• Cygni - Wednesday, December 21, 2005 - link

    Congrat AT commenters! I have to say, this is the new HIGH SCORE for useless, incorrect, biased, self important posts in the history of AT!

    Really, i was going to respond to each one in turn, but I think its far easier just to make this one post where i point out that many, many, many of you should likely try lurking a bit instead of instantly hitting the reply button and spouting off about latencys, bus widths, and other thing your Toms Hardware Education degree has certified you an expert at. We will all be more intelligent if you didnt post.
  • IntelUser2000 - Tuesday, December 20, 2005 - link

    They should have used low latency DDR2-533 rather than the normal JEDEC specified 4-4-4-12 latency for their reviews. It might be faster then :)).

    Also, testing Sonoma notebooks have shown that it likes single channel DDR2-533 better than DDR2-400, like how it doesn't benefit from dual channel. I would also like to see DDR2-667 results(over dual channel DDR2-533), as few % here and there will really show Yonah's potential.
  • coldpower27 - Tuesday, December 20, 2005 - link

    Yes that would be interesting, as Anantech does have Corsair DDR2-667 3-2-2-8 available in their repitoire. Reply
  • StuckMojo - Tuesday, December 20, 2005 - link

    I'd like to see compilation benchmarks. Lots of us use our laptops for software development.
  • Betwon - Tuesday, December 20, 2005 - link


    At the recent Spec CPU Cint2000 test--The most fast x86 CPU about compiler is P4 670.
    176.gcc 2195/2195 ponits

    PM@2.26GHz(1995/1994) is fast than FX-55@2.6GHz(1931/1933).

  • IntelUser2000 - Tuesday, December 20, 2005 - link

    If any of you actually care to search for transistor performance of Intel's and AMD/IBM, you can see that AMD/IBM's the newest 65nm process is only 2-3% faster but Intel is providing the numbers at HALF the leakage.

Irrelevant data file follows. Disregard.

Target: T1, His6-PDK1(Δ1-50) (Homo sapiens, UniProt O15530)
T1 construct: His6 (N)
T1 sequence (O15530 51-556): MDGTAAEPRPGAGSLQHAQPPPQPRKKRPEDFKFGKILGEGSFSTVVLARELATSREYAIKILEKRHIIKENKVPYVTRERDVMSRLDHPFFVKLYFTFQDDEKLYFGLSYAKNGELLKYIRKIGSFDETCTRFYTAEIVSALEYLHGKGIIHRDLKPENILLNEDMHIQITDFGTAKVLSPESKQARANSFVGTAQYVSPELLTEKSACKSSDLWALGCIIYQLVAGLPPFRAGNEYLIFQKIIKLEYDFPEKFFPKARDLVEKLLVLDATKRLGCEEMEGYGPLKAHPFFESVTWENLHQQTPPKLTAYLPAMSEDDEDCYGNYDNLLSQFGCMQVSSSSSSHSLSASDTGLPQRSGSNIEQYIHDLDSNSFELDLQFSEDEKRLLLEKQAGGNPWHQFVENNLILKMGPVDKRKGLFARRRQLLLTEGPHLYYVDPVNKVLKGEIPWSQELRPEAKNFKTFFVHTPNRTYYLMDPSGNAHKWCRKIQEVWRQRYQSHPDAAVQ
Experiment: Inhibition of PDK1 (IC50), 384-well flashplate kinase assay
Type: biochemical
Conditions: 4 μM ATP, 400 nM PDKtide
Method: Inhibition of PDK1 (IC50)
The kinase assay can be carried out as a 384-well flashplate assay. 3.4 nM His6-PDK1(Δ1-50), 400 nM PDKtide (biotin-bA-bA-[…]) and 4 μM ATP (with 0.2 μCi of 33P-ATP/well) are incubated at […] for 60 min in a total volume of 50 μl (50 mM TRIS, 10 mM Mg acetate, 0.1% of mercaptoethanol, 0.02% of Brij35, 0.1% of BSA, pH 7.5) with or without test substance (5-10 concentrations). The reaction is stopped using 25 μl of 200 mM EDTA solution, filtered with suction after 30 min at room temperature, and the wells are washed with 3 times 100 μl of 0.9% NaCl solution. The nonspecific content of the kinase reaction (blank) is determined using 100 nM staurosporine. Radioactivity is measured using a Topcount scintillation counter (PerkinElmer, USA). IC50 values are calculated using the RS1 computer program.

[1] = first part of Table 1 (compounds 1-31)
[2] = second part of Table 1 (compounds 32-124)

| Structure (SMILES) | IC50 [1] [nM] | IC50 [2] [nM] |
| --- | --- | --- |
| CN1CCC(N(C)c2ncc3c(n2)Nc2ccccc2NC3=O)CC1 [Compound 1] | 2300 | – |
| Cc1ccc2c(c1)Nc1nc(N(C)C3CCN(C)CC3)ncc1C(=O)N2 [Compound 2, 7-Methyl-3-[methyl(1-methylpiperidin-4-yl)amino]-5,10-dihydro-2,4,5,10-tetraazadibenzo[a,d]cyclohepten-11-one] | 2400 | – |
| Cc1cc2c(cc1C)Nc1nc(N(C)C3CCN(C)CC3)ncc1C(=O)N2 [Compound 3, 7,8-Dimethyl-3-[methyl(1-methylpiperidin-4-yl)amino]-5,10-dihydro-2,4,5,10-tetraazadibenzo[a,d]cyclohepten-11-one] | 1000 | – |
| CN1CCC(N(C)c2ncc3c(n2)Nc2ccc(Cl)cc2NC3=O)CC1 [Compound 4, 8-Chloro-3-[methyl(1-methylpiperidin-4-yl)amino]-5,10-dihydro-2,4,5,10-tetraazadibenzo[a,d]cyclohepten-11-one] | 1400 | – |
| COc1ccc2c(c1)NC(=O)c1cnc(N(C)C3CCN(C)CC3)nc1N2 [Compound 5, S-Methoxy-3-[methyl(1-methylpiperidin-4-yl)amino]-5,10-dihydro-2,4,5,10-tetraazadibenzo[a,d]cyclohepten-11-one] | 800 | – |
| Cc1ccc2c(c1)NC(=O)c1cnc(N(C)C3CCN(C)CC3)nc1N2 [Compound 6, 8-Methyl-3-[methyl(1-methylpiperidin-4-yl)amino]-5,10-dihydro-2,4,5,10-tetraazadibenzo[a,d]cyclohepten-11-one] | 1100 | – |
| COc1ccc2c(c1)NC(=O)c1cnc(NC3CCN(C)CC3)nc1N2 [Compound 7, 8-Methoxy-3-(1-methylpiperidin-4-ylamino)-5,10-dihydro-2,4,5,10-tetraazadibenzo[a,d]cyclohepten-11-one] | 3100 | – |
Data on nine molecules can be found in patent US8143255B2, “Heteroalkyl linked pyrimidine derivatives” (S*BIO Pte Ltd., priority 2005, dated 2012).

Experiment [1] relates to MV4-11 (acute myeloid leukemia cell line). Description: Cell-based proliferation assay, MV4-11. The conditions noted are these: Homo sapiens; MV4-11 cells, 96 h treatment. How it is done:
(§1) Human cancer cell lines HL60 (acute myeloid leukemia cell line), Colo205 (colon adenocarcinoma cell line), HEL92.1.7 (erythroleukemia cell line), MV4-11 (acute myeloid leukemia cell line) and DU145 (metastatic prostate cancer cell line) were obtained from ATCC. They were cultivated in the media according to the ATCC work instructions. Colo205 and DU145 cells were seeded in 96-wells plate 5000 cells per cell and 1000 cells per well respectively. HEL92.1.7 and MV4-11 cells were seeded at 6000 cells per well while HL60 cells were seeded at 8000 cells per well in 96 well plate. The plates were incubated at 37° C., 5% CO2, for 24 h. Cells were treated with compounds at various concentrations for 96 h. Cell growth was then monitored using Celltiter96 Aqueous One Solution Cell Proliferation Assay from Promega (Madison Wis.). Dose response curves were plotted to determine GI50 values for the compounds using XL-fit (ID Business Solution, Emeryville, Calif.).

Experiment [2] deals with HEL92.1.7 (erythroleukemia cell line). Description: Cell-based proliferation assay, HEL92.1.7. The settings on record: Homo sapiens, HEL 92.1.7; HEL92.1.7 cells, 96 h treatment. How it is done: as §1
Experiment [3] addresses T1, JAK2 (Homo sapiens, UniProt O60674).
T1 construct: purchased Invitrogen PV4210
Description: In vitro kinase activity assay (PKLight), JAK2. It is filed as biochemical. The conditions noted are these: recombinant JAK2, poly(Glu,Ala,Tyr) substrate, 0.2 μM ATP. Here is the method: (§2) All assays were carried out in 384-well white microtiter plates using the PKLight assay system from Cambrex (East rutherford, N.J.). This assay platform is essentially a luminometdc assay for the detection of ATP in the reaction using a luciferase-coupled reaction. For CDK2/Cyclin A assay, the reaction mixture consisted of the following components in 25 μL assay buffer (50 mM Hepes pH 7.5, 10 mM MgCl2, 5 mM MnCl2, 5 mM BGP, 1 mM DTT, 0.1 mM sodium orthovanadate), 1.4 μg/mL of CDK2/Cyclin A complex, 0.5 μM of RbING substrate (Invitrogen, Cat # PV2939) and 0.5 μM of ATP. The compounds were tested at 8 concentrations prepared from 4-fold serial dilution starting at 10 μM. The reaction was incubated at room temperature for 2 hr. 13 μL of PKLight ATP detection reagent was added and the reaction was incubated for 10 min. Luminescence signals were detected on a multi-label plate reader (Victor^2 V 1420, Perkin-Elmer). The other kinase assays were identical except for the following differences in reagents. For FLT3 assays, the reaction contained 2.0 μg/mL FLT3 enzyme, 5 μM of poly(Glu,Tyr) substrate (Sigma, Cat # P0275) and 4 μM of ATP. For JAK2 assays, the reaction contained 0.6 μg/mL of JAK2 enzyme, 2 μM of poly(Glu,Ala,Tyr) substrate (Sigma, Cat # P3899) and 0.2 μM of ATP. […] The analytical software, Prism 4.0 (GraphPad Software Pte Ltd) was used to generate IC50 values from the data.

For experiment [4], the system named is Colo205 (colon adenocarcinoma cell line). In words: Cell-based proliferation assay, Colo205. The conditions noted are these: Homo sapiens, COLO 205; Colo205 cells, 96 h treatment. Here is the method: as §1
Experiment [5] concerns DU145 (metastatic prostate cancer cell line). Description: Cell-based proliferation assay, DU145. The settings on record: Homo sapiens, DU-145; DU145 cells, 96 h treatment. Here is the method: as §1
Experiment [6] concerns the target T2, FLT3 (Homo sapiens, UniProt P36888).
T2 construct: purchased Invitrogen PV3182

There WILL be X2 clock speed like versions of Yonah with higher TDP and being graded as EE.

    -Equal platform comparisons are never possible.
    -DDR2's power advantage isn't as great as you think.
    -We don't know if Turion would benefit at all from DDR2 in performance, the claimed 15% or so is at best case, aka single benchmark. It always happens, companies say some wonder number and in reality its even worse than the previous one.
  • Betwon - Tuesday, December 20, 2005 - link

    The very low latency of L2 cache is the main real reason? AT may be foreget that L2 can be shared, which is different with AMD. Reply
  • Schmide - Tuesday, December 20, 2005 - link

    Correct me if I'm wrong. Doesn't the AMD architecture have a 3 cycle L1 latency due to an exclusive L1 L2 cache relationship. While Intel uses a 2 cycle L1 inclusive L1 L2 cache relationship. With the larger cache sizes now, the more costly exclusive set seems to be holding AMD back. However, this higher latency could be the reason AMD is able to reach higher speeds using a lower process.

    As for the power consumption, I wonder if the board design had anything to do with the X2 being 30% higher. Chime in here

    On die memory controller advantage AMD.
    DDR2 lower power consumption advantage Intel
    65nm process advantage Intel
    Mature SOI advantage AMD.
  • Betwon - Tuesday, December 20, 2005 - link

    You are wrong about the cache of Yonah. The mobile CPU is different with the Netburst.Yonah's L1 latency is 3 cycles, and it is a kind of write-back cache, which needs not always copy the data to L2. L2 latency is 14 cycles(AT said), which is the same with AthonX2. And Yonah's number of pipeline stages is 11,12, or 13. The AthonX2 is 12-stage. So, (Include AT)we believe that Yonah can reach the high frequency. The real reason of Yonah only max 2.16GHz -- for the moblie applications ... to control the power sum. Reply